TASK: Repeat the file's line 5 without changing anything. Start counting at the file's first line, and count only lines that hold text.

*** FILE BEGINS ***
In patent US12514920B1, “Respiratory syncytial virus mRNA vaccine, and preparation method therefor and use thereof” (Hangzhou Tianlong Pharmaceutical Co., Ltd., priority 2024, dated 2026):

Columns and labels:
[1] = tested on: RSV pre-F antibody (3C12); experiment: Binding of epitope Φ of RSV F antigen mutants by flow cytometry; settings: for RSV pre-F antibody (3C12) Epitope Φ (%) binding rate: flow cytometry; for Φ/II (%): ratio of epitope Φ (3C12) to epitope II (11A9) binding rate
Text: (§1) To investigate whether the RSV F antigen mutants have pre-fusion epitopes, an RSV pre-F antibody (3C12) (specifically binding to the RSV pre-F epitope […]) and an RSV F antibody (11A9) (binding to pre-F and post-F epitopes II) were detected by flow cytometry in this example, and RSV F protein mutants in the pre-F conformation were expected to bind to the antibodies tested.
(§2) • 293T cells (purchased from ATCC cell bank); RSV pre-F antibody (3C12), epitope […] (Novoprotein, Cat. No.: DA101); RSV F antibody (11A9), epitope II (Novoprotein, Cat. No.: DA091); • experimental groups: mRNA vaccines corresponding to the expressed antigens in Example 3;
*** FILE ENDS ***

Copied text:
(§2) • 293T cells (purchased from ATCC cell bank); RSV pre-F antibody (3C12), epitope […] (Novoprotein, Cat. No.: DA101); RSV F antibody (11A9), epitope II (Novoprotein, Cat. No.: DA091); • experimental groups: mRNA vaccines corresponding to the expressed antigens in Example 3;